The Magic of the State is the name given to a new group exhibition, which has recently opened at Lisson Gallery in London. The Lisson exhibition opens just as a show of the same name opens in Cairo’s Beirut gallery. The collaboration between Lisson and Beirut heralds the beginning of a new collaborative project between two galleries occupying vastly different political, social and economic spaces and, in doing so, explores an innovating model for future curatorial practices. In future ventures between both galleries, the same artists invited to participate on this occasion will be expected to produce a new selection of works.
The exhibition is thematic, and a comparison between some of the works on display would seem to suggest that the reference to the word “magic” refers to a specific kind of witchcraft at the heart of contemporary politics. While some of the works in the exhibition address the direct uses of magic, others address the use of magic in state affairs through its more indirect applications.
An example of the former approach can be seen in Goldin + Senneby’s Money will be like dross: A replica instruction for the August Nordenskiöld alchemy furnace (2012), where the replica is that of a model developed for the Swedish king in the late 18th century for the purposes of making gold- as if by magic- in an effort to devalue gold and destroy a metal-based economy.
In Liz Magic Laser’s Stand Behind Me (2012), speeches given my political figures such as Barack Obama and Angela Merkel are shown on a teleprompter beneath a projection of a performance recorded on the exhibition’s opening night. In the projection, an actor re-enacts the physical gestures made during those speeches. Viewed in isolation, the exaggerated gestures and impassioned words of political oratory fall relatively flat and, as such, the audience is left to consider whether the mingling of both speech and gesture- and the bewitching effect they trigger- constitutes an indirect form of witchcraft as seen in the political speeches we come across on television.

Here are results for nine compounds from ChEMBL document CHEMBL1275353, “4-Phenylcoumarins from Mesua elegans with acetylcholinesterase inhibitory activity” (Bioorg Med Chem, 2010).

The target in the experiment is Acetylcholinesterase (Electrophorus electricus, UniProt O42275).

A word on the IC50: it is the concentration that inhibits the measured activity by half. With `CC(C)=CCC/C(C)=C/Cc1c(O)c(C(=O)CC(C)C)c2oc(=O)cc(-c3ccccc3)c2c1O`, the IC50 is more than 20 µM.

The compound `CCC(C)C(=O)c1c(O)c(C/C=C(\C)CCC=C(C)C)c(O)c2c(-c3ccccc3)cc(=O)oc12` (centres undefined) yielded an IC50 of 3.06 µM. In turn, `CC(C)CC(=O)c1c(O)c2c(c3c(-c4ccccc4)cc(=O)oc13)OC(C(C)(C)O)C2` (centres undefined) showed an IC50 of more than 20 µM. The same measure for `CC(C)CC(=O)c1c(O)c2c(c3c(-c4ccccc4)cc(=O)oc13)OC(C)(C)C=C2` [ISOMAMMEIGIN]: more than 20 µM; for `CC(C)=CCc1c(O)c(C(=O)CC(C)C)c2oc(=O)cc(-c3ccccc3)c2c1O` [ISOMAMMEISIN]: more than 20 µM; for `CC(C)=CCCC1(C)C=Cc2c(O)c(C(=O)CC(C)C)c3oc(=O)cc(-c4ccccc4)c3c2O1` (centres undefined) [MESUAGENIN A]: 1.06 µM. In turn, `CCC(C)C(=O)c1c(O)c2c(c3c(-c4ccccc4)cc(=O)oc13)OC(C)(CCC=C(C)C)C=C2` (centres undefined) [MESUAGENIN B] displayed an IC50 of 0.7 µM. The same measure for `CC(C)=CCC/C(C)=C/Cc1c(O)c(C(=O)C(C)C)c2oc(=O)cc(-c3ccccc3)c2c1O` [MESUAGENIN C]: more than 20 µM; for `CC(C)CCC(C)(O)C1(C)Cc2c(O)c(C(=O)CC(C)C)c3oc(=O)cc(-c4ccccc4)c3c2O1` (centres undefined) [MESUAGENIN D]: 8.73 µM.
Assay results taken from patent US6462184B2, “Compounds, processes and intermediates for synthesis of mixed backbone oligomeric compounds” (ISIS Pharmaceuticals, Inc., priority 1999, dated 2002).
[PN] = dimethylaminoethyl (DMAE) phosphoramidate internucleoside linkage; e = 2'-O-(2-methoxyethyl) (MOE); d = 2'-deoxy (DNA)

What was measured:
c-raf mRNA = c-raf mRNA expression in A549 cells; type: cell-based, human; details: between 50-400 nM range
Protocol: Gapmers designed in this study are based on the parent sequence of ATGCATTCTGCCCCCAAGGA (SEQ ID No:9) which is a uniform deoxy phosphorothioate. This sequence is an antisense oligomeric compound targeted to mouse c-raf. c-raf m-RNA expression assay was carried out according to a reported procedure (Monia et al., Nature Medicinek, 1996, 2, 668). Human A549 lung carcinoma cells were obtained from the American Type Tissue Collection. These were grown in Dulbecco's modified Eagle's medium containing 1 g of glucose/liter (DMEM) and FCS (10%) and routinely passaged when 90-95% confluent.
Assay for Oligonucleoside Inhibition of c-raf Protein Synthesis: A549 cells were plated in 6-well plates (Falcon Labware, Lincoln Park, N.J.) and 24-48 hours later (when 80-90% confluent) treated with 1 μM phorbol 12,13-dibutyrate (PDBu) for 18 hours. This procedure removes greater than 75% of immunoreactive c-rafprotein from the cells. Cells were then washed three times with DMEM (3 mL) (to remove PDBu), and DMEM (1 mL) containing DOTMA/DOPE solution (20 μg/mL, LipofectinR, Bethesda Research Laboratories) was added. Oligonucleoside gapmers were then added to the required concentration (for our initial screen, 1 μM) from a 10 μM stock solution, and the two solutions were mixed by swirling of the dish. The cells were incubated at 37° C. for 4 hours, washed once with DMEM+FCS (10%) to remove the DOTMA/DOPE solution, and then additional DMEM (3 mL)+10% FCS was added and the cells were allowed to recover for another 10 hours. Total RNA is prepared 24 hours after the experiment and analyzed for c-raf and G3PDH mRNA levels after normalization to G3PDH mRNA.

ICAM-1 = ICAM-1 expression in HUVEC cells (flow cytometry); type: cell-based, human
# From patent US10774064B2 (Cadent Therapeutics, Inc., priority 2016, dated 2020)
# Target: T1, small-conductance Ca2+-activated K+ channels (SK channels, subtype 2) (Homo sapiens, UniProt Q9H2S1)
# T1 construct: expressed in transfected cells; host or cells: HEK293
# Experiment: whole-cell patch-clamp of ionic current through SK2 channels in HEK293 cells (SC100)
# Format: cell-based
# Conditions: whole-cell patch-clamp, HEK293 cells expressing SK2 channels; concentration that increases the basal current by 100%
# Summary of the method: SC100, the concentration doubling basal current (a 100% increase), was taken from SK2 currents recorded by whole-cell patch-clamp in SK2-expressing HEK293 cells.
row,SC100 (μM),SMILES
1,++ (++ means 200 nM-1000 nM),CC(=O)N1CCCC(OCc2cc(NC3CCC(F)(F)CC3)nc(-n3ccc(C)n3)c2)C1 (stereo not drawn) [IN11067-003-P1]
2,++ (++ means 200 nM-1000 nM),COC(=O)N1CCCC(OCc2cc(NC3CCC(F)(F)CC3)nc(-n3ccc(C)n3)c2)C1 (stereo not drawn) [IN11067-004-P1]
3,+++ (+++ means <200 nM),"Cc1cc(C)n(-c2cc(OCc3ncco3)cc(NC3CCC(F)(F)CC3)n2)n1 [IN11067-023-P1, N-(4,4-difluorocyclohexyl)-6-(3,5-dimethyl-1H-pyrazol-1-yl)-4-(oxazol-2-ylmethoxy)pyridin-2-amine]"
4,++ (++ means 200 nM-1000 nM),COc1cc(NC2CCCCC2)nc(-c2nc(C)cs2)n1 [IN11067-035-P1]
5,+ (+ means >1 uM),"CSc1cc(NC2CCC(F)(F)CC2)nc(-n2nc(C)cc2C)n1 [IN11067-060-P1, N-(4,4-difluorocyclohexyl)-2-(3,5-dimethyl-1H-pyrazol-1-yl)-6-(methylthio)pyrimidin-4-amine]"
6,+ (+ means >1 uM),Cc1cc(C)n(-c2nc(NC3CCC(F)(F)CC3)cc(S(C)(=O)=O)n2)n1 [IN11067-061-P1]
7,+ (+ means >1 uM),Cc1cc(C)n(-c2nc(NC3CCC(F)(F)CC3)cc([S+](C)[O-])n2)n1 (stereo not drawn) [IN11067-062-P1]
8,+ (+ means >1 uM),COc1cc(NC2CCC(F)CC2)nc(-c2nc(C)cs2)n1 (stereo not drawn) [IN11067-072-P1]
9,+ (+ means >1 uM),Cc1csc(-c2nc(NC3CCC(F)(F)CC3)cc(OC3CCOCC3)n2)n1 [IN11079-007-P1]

Christodoulos Panayiotou’s Invention of Antiquity (2012) presents an array of photographs culled from the archives of the Press and Information Office in Nicosia. In these photographs- likely commissioned by the Cypriot state as propaganda- various officials are photographed in and around the archaeological ruins of ancient amphitheaters in Cyprus at a crucial turning point in the state’s history. After gaining independence from Britain in 1960, the staged photographs demonstrate an effort on the state’s part to align the history of the emerging state with that of Athens’ illustrious classical past.
Aside from these and other works, at times it is difficult to gauge the contextual relevance of some of the other works included in this exhibition, and not all works on display generate the same impact. The show takes a little while to work its own magic on visitors, but when it finally does so, The Magic of the State provides visitors with a unique take on the machinations of government.
The Magic of the State, until 4 May, Lisson Gallery, 52-54 Bell Street, London, NW1 5DA.
1. Christodoulos Panayiotou, The Invention Of Antiquity, 2012. Courtesy the Artist and Lisson Gallery.